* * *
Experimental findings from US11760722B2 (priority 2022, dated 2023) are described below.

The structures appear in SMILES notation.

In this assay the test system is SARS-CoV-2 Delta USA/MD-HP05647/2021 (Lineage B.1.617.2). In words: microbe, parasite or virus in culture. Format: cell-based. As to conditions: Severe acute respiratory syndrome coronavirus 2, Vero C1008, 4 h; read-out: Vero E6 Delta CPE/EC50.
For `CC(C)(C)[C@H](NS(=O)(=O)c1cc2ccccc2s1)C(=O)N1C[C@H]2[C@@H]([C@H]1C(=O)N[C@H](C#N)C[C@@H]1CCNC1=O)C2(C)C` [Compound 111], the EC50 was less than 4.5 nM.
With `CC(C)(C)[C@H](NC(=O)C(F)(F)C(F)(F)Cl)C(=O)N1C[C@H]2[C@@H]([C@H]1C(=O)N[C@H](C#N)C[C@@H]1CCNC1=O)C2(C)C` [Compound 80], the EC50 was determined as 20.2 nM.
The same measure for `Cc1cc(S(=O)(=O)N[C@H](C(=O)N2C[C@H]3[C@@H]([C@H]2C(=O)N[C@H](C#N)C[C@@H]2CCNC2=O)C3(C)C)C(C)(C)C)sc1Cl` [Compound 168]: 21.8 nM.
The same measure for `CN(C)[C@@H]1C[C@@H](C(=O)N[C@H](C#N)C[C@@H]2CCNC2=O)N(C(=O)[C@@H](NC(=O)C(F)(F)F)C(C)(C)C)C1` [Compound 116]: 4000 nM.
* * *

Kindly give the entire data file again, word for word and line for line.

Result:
Experimental findings from US11760722B2 (priority 2022, dated 2023) are described below.

The structures appear in SMILES notation.

In this assay the test system is SARS-CoV-2 Delta USA/MD-HP05647/2021 (Lineage B.1.617.2). In words: microbe, parasite or virus in culture. Format: cell-based. As to conditions: Severe acute respiratory syndrome coronavirus 2, Vero C1008, 4 h; read-out: Vero E6 Delta CPE/EC50.
For `CC(C)(C)[C@H](NS(=O)(=O)c1cc2ccccc2s1)C(=O)N1C[C@H]2[C@@H]([C@H]1C(=O)N[C@H](C#N)C[C@@H]1CCNC1=O)C2(C)C` [Compound 111], the EC50 was less than 4.5 nM.
With `CC(C)(C)[C@H](NC(=O)C(F)(F)C(F)(F)Cl)C(=O)N1C[C@H]2[C@@H]([C@H]1C(=O)N[C@H](C#N)C[C@@H]1CCNC1=O)C2(C)C` [Compound 80], the EC50 was determined as 20.2 nM.
The same measure for `Cc1cc(S(=O)(=O)N[C@H](C(=O)N2C[C@H]3[C@@H]([C@H]2C(=O)N[C@H](C#N)C[C@@H]2CCNC2=O)C3(C)C)C(C)(C)C)sc1Cl` [Compound 168]: 21.8 nM.
The same measure for `CN(C)[C@@H]1C[C@@H](C(=O)N[C@H](C#N)C[C@@H]2CCNC2=O)N(C(=O)[C@@H](NC(=O)C(F)(F)F)C(C)(C)C)C1` [Compound 116]: 4000 nM.